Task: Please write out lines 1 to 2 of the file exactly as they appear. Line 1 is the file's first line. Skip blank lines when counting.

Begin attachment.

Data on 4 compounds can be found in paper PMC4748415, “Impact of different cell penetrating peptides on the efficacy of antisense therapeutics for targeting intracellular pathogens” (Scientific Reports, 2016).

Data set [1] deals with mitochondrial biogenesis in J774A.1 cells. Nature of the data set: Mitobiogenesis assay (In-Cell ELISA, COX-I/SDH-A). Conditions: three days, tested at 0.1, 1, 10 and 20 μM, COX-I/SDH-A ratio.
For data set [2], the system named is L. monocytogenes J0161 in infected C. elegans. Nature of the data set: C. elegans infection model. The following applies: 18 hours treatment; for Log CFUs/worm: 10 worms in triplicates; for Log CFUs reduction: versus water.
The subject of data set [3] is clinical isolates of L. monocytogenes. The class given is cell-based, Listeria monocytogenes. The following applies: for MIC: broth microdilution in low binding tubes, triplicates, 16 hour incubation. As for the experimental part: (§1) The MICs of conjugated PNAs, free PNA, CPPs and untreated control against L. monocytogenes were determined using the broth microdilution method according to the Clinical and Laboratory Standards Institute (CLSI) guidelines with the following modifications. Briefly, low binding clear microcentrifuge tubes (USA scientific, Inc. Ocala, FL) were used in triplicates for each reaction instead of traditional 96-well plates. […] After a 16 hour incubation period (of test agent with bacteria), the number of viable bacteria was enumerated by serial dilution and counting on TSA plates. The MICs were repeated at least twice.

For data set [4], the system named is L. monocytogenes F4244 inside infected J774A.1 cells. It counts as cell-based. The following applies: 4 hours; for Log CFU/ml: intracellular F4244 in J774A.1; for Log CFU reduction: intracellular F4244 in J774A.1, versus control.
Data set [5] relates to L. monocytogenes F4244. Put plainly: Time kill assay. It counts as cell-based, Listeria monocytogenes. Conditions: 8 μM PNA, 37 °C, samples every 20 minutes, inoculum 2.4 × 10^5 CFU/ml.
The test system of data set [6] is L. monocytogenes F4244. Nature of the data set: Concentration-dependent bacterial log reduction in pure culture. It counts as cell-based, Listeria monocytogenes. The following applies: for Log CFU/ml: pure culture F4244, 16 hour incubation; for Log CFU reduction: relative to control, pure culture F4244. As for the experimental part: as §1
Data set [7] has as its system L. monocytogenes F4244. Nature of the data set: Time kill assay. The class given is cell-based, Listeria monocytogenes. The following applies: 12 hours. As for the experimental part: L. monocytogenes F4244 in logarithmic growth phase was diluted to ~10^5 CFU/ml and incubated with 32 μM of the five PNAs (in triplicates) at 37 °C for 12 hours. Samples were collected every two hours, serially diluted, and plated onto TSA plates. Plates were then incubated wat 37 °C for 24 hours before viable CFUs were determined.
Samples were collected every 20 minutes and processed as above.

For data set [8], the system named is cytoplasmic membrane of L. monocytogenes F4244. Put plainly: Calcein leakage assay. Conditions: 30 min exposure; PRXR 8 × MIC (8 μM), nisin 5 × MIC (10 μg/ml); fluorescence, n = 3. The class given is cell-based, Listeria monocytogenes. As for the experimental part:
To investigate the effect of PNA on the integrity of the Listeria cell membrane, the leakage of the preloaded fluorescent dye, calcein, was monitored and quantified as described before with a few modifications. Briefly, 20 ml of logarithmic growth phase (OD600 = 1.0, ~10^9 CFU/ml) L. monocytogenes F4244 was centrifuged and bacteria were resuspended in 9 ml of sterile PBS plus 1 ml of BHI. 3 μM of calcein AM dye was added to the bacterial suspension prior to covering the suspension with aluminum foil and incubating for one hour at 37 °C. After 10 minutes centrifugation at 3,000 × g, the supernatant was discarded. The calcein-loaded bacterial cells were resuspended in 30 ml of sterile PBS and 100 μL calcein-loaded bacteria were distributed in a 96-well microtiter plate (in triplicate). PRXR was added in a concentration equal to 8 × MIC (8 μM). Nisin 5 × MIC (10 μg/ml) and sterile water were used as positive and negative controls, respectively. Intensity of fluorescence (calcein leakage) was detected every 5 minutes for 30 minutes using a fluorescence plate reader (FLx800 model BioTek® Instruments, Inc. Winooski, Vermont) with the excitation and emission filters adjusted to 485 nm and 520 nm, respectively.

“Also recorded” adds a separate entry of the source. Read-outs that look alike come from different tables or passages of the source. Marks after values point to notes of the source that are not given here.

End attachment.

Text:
Data on 4 compounds can be found in paper PMC4748415, “Impact of different cell penetrating peptides on the efficacy of antisense therapeutics for targeting intracellular pathogens” (Scientific Reports, 2016).

Data set [1] deals with mitochondrial biogenesis in J774A.1 cells. Nature of the data set: Mitobiogenesis assay (In-Cell ELISA, COX-I/SDH-A). Conditions: three days, tested at 0.1, 1, 10 and 20 μM, COX-I/SDH-A ratio.